Do Citizen Data Scientists Mark the Death of Data Scientists?

To be successful in business, every organization must find a way to accurately forecast and predict the future of its market, and its internal operations, and better understand the buying behavior of its customers and prospects. With the democratization of business intelligence and the advent of self-serve business intelligence tools, organizations hope to encourage and create Citizen Data Scientists and enable the average business user to leverage sophisticated predictive algorithms and BI tools without the expertise and skill of a trained data scientist. This approach allows users who are not statisticians, data scientists, programmers or analysts to leverage self-service tools to confidently make business decisions, share data, and reports and present data in a way that allows the organization to identify trends, patterns, opportunities and challenges.

What could be wrong with that?

Well, some organizations and managers believe that the birth of Citizen Data Scientists means the death of real Data Scientists, and that belief often causes resistance to the democratization of business intelligence and discourages support for the Citizen Data Scientist approach.


Perhaps the enterprise fears that citizen data scientists will derive the wrong conclusions or meaning from the data, and make a decision that will harm the business.

The transformation of business users into Citizen Data Scientists does not (and should not) strike a death knell for professional data scientists or in-depth analytical techniques. In order to truly understand and appreciate the Citizen Data Scientist approach one must consider how data is used within the organization.

For example, a business user might leverage Plug n’ Play Predictive analysis – Assisted Predictive Modeling, to analyze customer churn and find out which customers are likely to move away (churn) based on purchase patterns, demographics, geographic and other macro parameters. They can analyze customer acquisition and find out how a prospect or set of prospects can be converted to customers. They can recommend cross-sales opportunities and product promotions, and identify and recommend the best location for a warehouse, store or branch. In short, there is a lot a business user can do with deep dive analysis, plug n’ play predictive analysisself-serve data preparation and smart data visualization.

These types of self-serve business intelligence tasks and activities assure swift, accurate data preparation and analysis and clear, concise decisions.

This approach also allows the organization to properly leverage IT resources, analysts and data scientists and dedicate these professional resources to the real meat of analytics and sophisticated, complex projects.

Think of the Citizen Data Scientist as the Physician’s Assistant (PA) and the Data Scientist as the Physician. The Physician’s Assistant is able to perform many assessments and make recommendations to relieve the Physician from these tasks. But, when there is a need for a more complex assessment or recommendation, an opinion based on specific training and knowledge, or a need to further refine a PA’s decision, the Physician will consult and refine results, analysis, and recommendations.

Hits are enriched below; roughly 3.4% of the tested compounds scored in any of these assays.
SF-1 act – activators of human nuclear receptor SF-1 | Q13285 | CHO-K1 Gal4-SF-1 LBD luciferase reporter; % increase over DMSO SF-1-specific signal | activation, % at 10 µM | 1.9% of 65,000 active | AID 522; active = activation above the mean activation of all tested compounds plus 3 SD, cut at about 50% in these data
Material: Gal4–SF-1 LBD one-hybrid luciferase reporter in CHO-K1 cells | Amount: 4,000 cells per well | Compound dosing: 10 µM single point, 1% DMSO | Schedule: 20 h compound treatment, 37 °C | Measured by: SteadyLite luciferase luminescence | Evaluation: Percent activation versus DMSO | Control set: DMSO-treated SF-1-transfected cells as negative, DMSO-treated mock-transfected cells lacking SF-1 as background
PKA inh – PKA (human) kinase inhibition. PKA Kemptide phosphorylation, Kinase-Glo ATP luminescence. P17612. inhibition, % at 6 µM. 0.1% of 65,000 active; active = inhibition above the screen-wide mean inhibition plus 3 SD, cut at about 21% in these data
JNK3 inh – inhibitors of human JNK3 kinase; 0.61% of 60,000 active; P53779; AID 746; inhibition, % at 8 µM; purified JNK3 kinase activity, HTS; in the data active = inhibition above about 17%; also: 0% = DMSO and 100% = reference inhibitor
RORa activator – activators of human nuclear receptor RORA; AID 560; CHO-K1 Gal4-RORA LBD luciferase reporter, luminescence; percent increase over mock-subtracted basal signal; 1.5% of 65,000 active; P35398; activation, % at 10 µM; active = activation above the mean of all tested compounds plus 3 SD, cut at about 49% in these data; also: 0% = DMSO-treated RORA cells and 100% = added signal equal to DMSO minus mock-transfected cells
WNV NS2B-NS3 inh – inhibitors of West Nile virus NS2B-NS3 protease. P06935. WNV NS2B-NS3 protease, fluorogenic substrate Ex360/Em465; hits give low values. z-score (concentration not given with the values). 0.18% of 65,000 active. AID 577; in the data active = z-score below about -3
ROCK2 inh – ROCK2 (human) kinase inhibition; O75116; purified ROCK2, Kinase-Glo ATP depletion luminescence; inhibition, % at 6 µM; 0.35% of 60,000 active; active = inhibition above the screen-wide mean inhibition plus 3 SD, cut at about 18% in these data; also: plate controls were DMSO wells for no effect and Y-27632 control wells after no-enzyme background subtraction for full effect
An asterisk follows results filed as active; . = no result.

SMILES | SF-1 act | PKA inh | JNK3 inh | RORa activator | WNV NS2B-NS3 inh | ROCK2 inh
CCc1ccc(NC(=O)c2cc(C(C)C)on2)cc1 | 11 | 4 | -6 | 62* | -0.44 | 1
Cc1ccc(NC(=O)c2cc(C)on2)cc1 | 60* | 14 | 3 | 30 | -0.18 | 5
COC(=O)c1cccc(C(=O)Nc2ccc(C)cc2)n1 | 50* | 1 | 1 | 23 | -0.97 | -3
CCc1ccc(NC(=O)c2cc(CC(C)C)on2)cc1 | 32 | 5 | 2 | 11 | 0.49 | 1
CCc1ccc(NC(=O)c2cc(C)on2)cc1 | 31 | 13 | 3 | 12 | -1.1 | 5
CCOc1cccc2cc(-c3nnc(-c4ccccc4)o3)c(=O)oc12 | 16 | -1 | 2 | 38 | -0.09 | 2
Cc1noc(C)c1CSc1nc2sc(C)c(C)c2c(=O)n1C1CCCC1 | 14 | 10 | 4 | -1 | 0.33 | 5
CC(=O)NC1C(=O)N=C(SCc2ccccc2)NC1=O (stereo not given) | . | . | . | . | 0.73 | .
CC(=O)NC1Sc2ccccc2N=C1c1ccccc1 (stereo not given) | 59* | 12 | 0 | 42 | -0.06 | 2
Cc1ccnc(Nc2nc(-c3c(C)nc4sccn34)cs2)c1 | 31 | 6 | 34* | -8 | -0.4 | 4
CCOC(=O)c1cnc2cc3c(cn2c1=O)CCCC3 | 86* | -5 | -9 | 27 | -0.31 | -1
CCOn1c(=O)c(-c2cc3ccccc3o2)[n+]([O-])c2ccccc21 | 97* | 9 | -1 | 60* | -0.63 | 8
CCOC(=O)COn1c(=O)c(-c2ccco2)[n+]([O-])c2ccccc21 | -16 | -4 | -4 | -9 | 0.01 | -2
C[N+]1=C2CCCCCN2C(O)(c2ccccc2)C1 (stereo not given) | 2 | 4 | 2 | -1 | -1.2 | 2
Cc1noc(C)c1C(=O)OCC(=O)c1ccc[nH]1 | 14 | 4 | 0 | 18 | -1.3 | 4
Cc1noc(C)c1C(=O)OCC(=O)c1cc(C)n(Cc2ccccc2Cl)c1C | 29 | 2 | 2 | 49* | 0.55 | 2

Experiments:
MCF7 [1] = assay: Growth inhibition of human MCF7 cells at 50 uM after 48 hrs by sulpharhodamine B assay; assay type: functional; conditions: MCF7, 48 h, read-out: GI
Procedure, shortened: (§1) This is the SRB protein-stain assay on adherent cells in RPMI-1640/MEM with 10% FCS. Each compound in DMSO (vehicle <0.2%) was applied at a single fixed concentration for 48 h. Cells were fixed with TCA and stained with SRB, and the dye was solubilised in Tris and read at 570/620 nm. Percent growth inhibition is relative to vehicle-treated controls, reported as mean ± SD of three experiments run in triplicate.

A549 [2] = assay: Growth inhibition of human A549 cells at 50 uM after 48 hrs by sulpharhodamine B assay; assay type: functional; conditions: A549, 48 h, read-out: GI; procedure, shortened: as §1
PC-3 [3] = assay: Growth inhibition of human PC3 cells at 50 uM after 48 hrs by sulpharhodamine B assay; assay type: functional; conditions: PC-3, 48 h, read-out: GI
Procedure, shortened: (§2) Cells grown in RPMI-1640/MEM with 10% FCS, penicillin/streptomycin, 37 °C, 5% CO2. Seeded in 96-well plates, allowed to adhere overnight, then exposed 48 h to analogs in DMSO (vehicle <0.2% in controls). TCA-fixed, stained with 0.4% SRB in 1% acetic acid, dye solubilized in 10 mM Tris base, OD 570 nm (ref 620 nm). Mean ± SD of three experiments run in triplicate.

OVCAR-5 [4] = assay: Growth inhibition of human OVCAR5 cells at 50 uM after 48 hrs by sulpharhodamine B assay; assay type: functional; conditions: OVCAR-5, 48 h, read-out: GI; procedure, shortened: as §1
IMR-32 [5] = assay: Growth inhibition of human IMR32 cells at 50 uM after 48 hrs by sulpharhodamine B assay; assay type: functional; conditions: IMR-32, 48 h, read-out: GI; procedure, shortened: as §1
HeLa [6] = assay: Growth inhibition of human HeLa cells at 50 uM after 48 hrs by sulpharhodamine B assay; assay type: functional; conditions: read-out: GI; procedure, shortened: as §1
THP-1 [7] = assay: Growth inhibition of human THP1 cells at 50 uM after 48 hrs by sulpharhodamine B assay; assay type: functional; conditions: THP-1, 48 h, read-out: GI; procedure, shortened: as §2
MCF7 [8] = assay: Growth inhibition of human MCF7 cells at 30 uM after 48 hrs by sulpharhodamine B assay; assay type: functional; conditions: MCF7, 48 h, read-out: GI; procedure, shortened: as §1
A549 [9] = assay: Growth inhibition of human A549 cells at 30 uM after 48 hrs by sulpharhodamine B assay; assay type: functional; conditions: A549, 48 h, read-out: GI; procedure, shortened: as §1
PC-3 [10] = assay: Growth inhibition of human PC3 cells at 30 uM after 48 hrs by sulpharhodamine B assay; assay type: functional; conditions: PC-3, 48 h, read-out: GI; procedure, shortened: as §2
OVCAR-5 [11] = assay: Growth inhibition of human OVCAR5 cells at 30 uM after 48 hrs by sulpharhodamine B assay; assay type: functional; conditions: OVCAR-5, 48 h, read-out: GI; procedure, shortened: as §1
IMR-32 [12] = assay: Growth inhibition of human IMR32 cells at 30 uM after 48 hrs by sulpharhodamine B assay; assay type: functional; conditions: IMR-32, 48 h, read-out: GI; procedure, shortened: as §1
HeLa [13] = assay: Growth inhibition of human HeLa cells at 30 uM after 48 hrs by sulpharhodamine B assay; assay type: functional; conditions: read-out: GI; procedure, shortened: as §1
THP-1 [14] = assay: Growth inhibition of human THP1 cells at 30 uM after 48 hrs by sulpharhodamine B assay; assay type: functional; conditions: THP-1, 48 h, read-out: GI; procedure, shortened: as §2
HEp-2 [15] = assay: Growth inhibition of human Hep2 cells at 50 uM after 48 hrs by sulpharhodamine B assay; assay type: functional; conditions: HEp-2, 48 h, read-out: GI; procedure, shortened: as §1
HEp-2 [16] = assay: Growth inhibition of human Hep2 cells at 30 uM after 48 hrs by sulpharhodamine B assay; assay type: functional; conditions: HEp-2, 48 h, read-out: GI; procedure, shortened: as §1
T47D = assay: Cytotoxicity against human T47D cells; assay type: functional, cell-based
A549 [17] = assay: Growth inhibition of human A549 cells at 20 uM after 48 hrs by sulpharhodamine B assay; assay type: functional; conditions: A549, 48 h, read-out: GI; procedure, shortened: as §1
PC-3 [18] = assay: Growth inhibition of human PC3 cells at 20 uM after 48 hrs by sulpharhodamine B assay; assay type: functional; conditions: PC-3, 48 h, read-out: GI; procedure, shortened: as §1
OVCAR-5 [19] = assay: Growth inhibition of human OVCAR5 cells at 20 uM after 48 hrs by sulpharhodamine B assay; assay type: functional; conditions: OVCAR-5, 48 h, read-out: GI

If the organization needs to fine-tune or further explore an issue, a parameter, or a model, the Data Scientist is the ‘go to’ person. If there is a need for precision calculation, a unique algorithm application, analysis of selection bias, theory-driven methodology or other in-depth analysis, the organization would look to a data scientist.

If a citizen data scientist performs a hypothesis and prototype, the organization will benefit by the agility and timeliness of decisions so, while the business user cannot replace a data scientist, they can help the organization by bringing their domain expertise and the knowledge inherent in their role to the discussion they have with a data scientist. In so doing, the data scientist can review the results of the hypotheses and prototype and fine-tune the results to provide more comprehensive, more exacting data to the organization.

There are many situations and instances where a finite calculation or a detailed, comprehensive analytical approach is unnecessary and in this case, the time and effort expended by a Data Scientist would be considered overkill. However, that is not an excuse for sloppy, inaccurate analysis, nor does it forgive inappropriate conclusions drawn and developed by bad tools or resulting from lack of access to good business intelligence solutions and self-serve data analysis and formatting.

The fact is that in every enterprise, there is a place and a time for Citizen Data Scientists and a place and time for trained Data Scientists.

One need not look at this issue as a choice between the two. Rather, your organization should consider the benefits inherent in both and develop policies and procedures that allow business users to leverage these self-serve tools and to access and involve data scientists as appropriate to the analytical task. In the meantime, by providing these tools to your business users on a daily basis, your organization will benefit from a more cost-effective, quicker, more accurate use and analysis of data and you will optimize your team and resources.

Original Post: Do Citizen Data Scientists Mark the Death of Data Scientists?